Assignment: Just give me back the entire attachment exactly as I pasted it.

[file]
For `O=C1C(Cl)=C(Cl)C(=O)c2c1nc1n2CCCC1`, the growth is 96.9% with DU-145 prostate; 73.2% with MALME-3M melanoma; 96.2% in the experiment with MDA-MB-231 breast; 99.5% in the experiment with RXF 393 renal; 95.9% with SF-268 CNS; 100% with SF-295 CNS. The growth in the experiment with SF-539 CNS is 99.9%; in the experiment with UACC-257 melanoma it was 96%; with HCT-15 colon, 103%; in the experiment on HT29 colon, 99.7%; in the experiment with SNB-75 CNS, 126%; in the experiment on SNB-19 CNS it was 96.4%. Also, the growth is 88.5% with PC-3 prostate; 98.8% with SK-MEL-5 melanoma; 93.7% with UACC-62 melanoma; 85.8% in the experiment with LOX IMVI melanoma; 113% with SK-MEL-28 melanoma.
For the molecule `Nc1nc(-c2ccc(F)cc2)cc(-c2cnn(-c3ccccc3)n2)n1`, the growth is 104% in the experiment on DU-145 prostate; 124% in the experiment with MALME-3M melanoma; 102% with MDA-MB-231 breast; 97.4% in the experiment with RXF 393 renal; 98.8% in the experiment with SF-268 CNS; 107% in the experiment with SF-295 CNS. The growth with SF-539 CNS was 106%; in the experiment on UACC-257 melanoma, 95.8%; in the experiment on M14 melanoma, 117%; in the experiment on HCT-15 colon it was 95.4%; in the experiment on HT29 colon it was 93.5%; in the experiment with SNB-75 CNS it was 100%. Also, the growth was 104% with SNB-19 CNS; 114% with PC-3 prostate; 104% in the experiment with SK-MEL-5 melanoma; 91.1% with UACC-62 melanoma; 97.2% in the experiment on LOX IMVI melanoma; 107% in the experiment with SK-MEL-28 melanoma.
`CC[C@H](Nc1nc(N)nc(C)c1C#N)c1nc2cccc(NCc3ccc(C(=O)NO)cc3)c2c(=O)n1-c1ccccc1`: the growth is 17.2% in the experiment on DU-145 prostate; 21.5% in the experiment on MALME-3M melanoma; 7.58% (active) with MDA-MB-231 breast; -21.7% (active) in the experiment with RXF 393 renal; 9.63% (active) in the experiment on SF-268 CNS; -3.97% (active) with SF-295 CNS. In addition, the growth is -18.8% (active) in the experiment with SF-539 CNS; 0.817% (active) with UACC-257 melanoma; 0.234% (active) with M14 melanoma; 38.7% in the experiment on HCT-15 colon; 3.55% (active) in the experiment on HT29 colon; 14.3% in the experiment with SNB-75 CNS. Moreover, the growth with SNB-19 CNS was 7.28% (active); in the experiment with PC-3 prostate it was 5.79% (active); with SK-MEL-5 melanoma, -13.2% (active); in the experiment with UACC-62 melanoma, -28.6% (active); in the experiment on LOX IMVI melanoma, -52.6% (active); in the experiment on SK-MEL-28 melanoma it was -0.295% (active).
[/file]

For `O=C1C(Cl)=C(Cl)C(=O)c2c1nc1n2CCCC1`, the growth is 96.9% with DU-145 prostate; 73.2% with MALME-3M melanoma; 96.2% in the experiment with MDA-MB-231 breast; 99.5% in the experiment with RXF 393 renal; 95.9% with SF-268 CNS; 100% with SF-295 CNS. The growth in the experiment with SF-539 CNS is 99.9%; in the experiment with UACC-257 melanoma it was 96%; with HCT-15 colon, 103%; in the experiment on HT29 colon, 99.7%; in the experiment with SNB-75 CNS, 126%; in the experiment on SNB-19 CNS it was 96.4%. Also, the growth is 88.5% with PC-3 prostate; 98.8% with SK-MEL-5 melanoma; 93.7% with UACC-62 melanoma; 85.8% in the experiment with LOX IMVI melanoma; 113% with SK-MEL-28 melanoma.
For the molecule `Nc1nc(-c2ccc(F)cc2)cc(-c2cnn(-c3ccccc3)n2)n1`, the growth is 104% in the experiment on DU-145 prostate; 124% in the experiment with MALME-3M melanoma; 102% with MDA-MB-231 breast; 97.4% in the experiment with RXF 393 renal; 98.8% in the experiment with SF-268 CNS; 107% in the experiment with SF-295 CNS. The growth with SF-539 CNS was 106%; in the experiment on UACC-257 melanoma, 95.8%; in the experiment on M14 melanoma, 117%; in the experiment on HCT-15 colon it was 95.4%; in the experiment on HT29 colon it was 93.5%; in the experiment with SNB-75 CNS it was 100%. Also, the growth was 104% with SNB-19 CNS; 114% with PC-3 prostate; 104% in the experiment with SK-MEL-5 melanoma; 91.1% with UACC-62 melanoma; 97.2% in the experiment on LOX IMVI melanoma; 107% in the experiment with SK-MEL-28 melanoma.
`CC[C@H](Nc1nc(N)nc(C)c1C#N)c1nc2cccc(NCc3ccc(C(=O)NO)cc3)c2c(=O)n1-c1ccccc1`: the growth is 17.2% in the experiment on DU-145 prostate; 21.5% in the experiment on MALME-3M melanoma; 7.58% (active) with MDA-MB-231 breast; -21.7% (active) in the experiment with RXF 393 renal; 9.63% (active) in the experiment on SF-268 CNS; -3.97% (active) with SF-295 CNS. In addition, the growth is -18.8% (active) in the experiment with SF-539 CNS; 0.817% (active) with UACC-257 melanoma; 0.234% (active) with M14 melanoma; 38.7% in the experiment on HCT-15 colon; 3.55% (active) in the experiment on HT29 colon; 14.3% in the experiment with SNB-75 CNS. Moreover, the growth with SNB-19 CNS was 7.28% (active); in the experiment with PC-3 prostate it was 5.79% (active); with SK-MEL-5 melanoma, -13.2% (active); in the experiment with UACC-62 melanoma, -28.6% (active); in the experiment on LOX IMVI melanoma, -52.6% (active); in the experiment on SK-MEL-28 melanoma it was -0.295% (active).